Marino

6001 Melrose Avenue Los Angeles, CA 90038 * (323) 466-8812

Everything that is old seems to become new again and Michael has been a devoted patron of Marino for over twenty-nine years, first dining there the week before it opened when he was invited as a neighbor who anxiously awaited the unveiling.

Now under the tutelage of the handsome and charismatic Mario Marino, Jr. after the untimely passing of the equally charming Mario, Sr., little has changed except the d├ęcor.  That is exactly the way we like it.

Mario and the staff learn your likes and dislikes quickly.  As soon as we arrive, we make a stop for a drink before dinner at their intimate bar, enjoying a glass of wine from Marino's extensive wine list, and also enjoying the bar tender.


As we slide into our comfortable booth, our pizza bread has been placed in the oven for our homecoming. Marino's pizza bread is exceptional; it is made in small quantities with natural yeast flour and olive oil, with just a pinch of salt (Mario will be the first one to point out that they don’t believe in inundating their food with salt like so many restaurants), and ready for you to smother with butter...or not. Every person we bring raves about Mario’s "amuse bouche".  Another amuse bouch that we enjoyed so much was the meatball and pasta sampler.

One thing that is most definitely new here is their desire to make each and every dish organic and healthy. There are very few ingredients that are not locally sourced and shopping is done in tandem with their sister restaurant Il Grano. It's not only all about the organic ingredients at Marino's, it's also about the artistic and mouthwatering display of the food as well.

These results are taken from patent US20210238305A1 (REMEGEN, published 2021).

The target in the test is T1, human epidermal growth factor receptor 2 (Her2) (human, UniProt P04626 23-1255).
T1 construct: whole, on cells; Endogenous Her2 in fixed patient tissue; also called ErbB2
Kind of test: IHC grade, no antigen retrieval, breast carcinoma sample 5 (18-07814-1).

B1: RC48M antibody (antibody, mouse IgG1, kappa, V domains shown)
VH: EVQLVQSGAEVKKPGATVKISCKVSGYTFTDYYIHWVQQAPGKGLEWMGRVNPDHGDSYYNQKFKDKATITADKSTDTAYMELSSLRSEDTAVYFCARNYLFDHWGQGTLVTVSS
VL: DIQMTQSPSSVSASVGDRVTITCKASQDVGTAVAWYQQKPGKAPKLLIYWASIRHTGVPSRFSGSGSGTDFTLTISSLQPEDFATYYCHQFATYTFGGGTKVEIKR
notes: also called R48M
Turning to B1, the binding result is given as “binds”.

Our suggestion to really acquire the full Marino experience is to let Mario design a multi-course tasting menu for you.  We did the last time we came to dinner and he worked around all food requirements and budgets. It was truly a memorable experience and a large cut above the typical Italian dinners served throughout our fair city.

We started with the aforementioned pizza bread followed by fresh Santa Barbara prawns with stuffed calamari and organic greens (so fresh in fact that it seemed like Mario just caught them that afternoon).  After our scrumptious prawns, we feasted on homemade fettuccini with Shrimp from Il Grano.  Amid courses Mario told us, "we are not feeding you, you are feeding us".


We then tasted some line caught sushi grade swordfish prepared lightly in a lemon caper butter sauce. Each of their sauces has a refinement, of which we were aware upon each delicate forkful. I remember years ago Mario Sr. told me "if you can taste the garlic, there is definitely too much of it,” something we have taken with us throughout our dining experiences over the years.

The desserts speak for themselves.  Look at this chocolate delictable on a plate.  Total yum.

A great many studio heads and agents come here as their watering hole and you can join them at lunch, even if you're on a tight budget, as they have a terrific prix fixe lunch at $15-$20, which includes salad, soup, pasta and other choices, as well as dessert.  This could easily be the best deal in town because of the price and the quality of the cuisine.


When you go—and you should—be sure and say hello to Mario who just might be one of the nicest restaurateurs in town.

Appetizingly yours,

Michael and Scott
The Dining Duo

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Posted by The Dining Duo | 11:08 AM | 1 comments »

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1 comments

  1. Katherine Page // September 17, 2012 at 9:25 AM  

    The truffle caviar is an inspiration on the chef's part. Have never seen this done before even in Florence. You lucky guys to have two amazing places nearby. Think of me stuck with Legal Seafoods (not that we go there! I do cook a lot and yes, there are some fine dining choices in the Boston area, but increasingly less. Portland, Maine is the foodie haven these days in New England ).